While much of the world continues to deal with life under lockdown, life has been pretty close to normal for people in Sweden. Take a look at photos online, and you’ll see people crammed into bars, sitting in outside restaurants, and standing in long lines for ice cream in parks.
Younger children are still attending school – although universities are now using distance learning – and businesses like hair salons remain open there. The only restrictions put in place there are bans on gatherings of 50 people or more and visits to care homes for elderly people.
It’s a markedly different approach from nearly every other place on Earth at the moment. The world has been watching Sweden carefully, and on the surface, it might seem that deaths there aren’t significantly higher than places with stricter measures. However, that’s assuming that the numbers being reported are accurate – and we now have every reason to believe they’re not.
The numbers being officially reported place Sweden among the top 20 in the world in total case numbers, and they’re mainly testing just those with more severe symptoms. However, a recent analysis carried out by the Financial Times showed that Sweden saw 1,300 more deaths than usual during the time period of the coronavirus outbreak, which is a rise of 18 percent. This means the number of deaths there from the disease could well be a lot higher.
In fact, the Financial Times analysis found that the coronavirus death toll around the world could be as much as 60 percent higher than what official counts indicate. They looked at the mortality statistics of 14 countries and several urban areas during the pandemic and compared them to the numbers seen in recent years. They found 122,000 deaths overall in excess of normal levels, which means the global death toll may be as high as 318,000.
Although Sweden hasn’t instituted a full lockdown like other places, many residents are choosing to act sensibly and are doing their best to practice voluntary social distancing. Many are avoiding domestic travel, and travel was down over the Easter weekend, with public transport use also dropping significantly. Many people there are now working from home, and the BBC reports that nine out of ten Swedes report staying at least a meter away for others, which is up from seven in ten who did the same one month ago, despite no requirements being put in place for them to do so.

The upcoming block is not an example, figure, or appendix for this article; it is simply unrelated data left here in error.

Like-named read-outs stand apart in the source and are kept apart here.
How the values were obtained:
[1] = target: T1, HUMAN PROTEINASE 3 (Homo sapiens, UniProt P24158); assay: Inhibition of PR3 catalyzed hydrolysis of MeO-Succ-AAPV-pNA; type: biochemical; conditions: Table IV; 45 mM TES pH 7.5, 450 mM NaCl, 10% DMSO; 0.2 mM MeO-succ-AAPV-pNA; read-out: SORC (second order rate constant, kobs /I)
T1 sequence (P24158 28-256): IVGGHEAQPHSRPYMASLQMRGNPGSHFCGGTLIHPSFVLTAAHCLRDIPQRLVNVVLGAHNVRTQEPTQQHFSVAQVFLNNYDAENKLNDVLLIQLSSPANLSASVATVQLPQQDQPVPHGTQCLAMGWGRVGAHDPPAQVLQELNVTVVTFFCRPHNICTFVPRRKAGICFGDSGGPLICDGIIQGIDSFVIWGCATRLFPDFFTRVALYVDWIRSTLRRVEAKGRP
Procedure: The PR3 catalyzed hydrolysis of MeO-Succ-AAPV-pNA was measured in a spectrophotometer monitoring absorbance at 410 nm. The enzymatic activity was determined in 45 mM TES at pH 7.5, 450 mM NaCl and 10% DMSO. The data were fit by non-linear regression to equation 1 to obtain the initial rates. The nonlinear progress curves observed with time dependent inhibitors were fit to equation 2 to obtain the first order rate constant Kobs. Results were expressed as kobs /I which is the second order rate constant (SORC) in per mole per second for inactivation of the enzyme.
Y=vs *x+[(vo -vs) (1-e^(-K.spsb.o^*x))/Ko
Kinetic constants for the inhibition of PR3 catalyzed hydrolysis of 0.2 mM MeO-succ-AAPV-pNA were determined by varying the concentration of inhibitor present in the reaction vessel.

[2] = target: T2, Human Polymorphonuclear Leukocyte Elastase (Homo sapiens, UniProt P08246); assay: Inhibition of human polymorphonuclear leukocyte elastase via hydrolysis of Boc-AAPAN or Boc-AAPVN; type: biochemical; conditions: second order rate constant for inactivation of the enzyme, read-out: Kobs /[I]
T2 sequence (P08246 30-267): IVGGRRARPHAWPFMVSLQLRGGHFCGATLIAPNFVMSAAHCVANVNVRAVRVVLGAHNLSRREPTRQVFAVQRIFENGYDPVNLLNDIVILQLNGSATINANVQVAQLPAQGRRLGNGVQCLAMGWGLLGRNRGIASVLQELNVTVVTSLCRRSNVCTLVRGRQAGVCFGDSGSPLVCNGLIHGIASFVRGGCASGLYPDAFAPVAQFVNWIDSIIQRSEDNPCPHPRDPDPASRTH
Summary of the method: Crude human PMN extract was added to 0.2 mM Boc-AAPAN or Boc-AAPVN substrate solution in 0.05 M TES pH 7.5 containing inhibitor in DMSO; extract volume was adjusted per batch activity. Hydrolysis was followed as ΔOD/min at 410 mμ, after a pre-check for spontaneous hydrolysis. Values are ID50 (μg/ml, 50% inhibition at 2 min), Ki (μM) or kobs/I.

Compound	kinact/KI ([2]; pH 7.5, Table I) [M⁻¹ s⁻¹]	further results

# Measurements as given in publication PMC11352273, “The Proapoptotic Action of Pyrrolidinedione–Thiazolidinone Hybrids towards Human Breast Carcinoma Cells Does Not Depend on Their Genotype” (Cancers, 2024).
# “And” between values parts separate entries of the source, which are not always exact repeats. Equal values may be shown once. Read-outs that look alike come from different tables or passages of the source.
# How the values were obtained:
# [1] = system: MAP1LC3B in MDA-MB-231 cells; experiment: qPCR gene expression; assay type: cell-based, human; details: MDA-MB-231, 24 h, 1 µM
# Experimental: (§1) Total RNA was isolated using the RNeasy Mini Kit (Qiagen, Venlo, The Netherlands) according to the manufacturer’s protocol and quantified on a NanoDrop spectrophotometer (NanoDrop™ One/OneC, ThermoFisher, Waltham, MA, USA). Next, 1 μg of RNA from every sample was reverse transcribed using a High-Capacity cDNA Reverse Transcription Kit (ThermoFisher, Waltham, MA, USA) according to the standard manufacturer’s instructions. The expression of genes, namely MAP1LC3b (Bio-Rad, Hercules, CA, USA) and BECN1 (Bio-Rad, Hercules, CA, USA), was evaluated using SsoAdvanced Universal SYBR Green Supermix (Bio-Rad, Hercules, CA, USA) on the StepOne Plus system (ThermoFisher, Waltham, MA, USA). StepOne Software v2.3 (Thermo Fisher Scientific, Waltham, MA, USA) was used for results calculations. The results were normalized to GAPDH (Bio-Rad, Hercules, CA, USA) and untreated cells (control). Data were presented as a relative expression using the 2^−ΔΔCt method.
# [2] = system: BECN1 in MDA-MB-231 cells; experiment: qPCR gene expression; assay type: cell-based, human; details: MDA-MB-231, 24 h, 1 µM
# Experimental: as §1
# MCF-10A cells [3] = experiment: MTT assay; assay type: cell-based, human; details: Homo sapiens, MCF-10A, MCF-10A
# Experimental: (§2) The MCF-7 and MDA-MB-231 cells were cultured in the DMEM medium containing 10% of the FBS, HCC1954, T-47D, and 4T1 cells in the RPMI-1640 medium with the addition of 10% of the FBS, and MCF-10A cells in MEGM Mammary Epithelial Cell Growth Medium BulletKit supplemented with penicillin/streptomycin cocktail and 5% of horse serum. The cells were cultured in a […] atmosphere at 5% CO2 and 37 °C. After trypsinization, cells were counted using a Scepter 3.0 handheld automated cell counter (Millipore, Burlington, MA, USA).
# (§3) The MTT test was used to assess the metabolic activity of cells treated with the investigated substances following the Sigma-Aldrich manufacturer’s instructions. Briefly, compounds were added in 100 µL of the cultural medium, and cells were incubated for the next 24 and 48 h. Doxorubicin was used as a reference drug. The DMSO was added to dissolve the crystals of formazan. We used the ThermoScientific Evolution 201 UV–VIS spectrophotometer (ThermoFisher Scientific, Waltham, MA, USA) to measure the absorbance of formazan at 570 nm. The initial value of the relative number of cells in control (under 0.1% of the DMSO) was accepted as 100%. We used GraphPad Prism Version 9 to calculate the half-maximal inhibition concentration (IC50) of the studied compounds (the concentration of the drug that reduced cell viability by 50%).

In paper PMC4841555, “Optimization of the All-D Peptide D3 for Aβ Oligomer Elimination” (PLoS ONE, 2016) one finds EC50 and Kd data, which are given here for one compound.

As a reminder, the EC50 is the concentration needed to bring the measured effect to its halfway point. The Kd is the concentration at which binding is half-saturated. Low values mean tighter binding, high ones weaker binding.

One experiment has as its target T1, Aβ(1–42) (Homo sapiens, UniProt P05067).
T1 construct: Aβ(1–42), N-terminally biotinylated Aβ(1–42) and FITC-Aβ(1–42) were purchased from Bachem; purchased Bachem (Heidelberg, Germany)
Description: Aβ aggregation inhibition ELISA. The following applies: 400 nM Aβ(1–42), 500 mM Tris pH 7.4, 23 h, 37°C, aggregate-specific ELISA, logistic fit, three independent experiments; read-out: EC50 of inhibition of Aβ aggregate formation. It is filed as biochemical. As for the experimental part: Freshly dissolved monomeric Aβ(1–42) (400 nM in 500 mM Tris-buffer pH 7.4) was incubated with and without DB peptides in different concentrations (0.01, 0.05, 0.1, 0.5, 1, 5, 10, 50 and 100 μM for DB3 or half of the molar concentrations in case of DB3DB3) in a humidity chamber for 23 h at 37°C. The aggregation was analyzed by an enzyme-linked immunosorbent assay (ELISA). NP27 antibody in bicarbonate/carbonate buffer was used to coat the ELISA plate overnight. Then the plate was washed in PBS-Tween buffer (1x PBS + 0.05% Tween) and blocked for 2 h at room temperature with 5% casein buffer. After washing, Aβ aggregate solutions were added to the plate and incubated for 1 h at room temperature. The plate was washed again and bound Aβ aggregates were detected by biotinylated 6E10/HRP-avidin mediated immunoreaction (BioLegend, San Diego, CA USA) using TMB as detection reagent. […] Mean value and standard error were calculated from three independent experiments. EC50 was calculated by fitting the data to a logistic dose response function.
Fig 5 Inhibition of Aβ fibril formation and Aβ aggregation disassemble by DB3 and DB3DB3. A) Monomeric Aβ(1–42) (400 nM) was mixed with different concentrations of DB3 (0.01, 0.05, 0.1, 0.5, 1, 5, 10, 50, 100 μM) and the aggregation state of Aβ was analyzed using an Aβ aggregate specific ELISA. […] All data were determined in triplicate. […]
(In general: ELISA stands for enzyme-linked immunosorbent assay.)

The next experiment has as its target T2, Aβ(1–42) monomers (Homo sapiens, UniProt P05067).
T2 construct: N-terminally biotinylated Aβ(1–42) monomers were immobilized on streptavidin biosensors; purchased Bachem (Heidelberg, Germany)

Meanwhile, Sweden’s neighbors Denmark, Norway and Finland have all closed schools, restaurants, bars and hair salons in addition to banning large events. Denmark has noted just above seven deaths per 100,000 people, while Norway and Finland have registered less than four deaths per 100,000 people; Sweden has seen a death rate of 22 per 100,000 people, which is far higher.
Late last month, 2,000 Swedish researchers, including Nobel Foundation Chairman Carl-Henrik Heldin, signed a petition calling for the country’s government to take steps to comply with World Health Organization recommendations immediately. They called for measures like those seen in other countries to be put in place as quickly as possible with severe limits on contact between individual as well as a rise in the capacity to test people for the virus. They added that trying to build herd immunity “has low scientific support.”
It’s clear that Sweden is far from the “success story” some people originally believed it would be by ignoring lockdowns. Unfortunately, the true extent of the damage their policies have caused might not be clear for quite some time.
Sources for this article include: